Villagers in a remote district of central China take on a chemical company that is poisoning their water and air. For five years they fight to transform their environment and as they do, they find themselves transformed as well.
A Hong Kong documentary directed by Oscar winner Ruby Yang, chronicles the trials and tribulations of a group of under-privileged middle school students as they undergo six months of vigorous training to produce a musical on stage.
Lieutenant Laurel Hester is dying. All she wants to do is leave her pension benefits to her life partner - Stacie, so Stacie can afford to keep their house. Laurel is told no; they are not ... See full summary »
Dane B. Wells
Gao Jun, the child featured in "The Blood of Yingzhou District," does not speak a word until the closing minutes of the film. Little is known about him, not even his age. Yet this young AIDS orphan reveals his ferocious resolve to live while his extended family weighs whether or not to keep him. The documentary tells the story of traditional Chinese obligations of family and village colliding with terror of infection, and how these forces play out in the lives of children in the remote villages of Anhui. Framing the film is Gao Jun's search for a family to call his own. Written by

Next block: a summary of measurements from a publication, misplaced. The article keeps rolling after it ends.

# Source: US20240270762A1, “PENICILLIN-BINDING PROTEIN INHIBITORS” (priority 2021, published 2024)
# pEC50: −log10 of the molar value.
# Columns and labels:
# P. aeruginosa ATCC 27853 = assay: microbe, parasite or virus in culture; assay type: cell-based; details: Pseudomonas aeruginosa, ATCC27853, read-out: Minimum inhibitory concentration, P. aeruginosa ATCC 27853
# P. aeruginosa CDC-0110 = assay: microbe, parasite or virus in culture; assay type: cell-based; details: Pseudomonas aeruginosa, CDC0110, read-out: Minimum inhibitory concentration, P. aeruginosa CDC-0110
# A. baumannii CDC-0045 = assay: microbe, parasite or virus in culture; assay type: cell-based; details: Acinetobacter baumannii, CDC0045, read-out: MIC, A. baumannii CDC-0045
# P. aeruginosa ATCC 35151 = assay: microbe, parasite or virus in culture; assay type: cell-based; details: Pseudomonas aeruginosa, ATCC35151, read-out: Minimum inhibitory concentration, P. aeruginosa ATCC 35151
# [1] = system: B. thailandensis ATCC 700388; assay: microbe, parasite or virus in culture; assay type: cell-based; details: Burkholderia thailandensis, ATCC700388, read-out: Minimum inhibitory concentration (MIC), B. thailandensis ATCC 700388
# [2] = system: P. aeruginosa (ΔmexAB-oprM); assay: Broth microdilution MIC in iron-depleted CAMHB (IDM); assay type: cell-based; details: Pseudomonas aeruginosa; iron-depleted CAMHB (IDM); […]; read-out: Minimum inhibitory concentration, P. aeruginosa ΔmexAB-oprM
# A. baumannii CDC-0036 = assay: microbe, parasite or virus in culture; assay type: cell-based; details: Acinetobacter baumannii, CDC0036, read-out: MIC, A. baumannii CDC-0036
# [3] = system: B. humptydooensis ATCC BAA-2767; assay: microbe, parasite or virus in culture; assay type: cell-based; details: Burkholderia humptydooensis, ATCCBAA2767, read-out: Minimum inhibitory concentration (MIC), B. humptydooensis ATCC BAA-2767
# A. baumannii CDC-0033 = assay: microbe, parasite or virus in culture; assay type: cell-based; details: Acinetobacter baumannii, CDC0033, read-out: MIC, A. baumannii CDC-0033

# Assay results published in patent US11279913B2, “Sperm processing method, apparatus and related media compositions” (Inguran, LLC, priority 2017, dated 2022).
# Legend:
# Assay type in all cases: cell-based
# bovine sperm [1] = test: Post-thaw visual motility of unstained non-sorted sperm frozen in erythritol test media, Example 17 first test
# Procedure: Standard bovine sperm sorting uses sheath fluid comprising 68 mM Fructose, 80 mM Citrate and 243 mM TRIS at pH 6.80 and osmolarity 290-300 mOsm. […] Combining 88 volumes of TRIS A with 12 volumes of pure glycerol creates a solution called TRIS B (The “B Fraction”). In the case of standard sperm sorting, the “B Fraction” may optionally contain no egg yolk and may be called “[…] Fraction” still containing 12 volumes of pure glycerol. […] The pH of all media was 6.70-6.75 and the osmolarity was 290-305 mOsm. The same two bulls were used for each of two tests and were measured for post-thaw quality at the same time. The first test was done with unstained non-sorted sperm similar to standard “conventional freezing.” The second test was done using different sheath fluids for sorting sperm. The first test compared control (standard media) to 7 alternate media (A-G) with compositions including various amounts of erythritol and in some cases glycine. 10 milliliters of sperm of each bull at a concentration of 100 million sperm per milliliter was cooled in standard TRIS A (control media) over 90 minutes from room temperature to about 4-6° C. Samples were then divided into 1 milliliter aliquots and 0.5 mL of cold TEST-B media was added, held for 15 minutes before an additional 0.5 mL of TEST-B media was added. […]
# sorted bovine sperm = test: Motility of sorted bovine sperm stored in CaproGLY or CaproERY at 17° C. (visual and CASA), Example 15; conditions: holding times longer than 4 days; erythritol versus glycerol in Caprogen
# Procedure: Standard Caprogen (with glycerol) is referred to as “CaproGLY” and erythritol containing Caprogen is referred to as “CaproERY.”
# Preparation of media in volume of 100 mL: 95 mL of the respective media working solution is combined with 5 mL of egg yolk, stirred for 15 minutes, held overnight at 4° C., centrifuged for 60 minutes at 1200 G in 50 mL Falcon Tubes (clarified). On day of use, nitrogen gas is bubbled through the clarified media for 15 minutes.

What is the worse fate for a child, to be infected with HIV and dying a slow death or to be completely by ostracized by family and friends who are too afraid of contracting the disease? In one very poor district in China many children have lost both parents to AIDS. Poverty led the parents to selling their blood and the clinic simply removed the plasma, mixed the cells from several donors and gave them back to the individuals. With parents dead, children are left to fend for themselves - even close relatives are afraid of social ostracism for themselves and their families and will not be seen with these kids.
Particularly heartrending is the story of Gao Jun - a toddler who is cared for by his mentally unstable grandmother.. Eventually she dies and the child is locked away with a pig and three chickens for company. Traumatized, he is unable to talk and you see him wandering around aimlessly in his backyard. The plight of that kid made me want to rail at the vagaries of fate and scream at the cruelty of human beings. The stories of two other sets of children are folded in. The theme is the same - due to complete illiteracy and lack of knowledge of how AIDS spreads, people want to have nothing to do with these kids.
A charitable organizations steps in and tries to find a home for Gao Jun in another HIV positive family. After a period of happiness he starts to deteriorate and the family is unable to keep him, so he is moved again...
One is left with a sense of utter desolation and the feeling that this cannot be happening in China - a country that considers itself a super power and a legitimate player in the high stakes game of world politics. The disconnect between the apparent wealth and consumerism one sees in the large centers and the pitiable condition and lack of social services in rural areas is stunning.
The film is not for the faint of heart...
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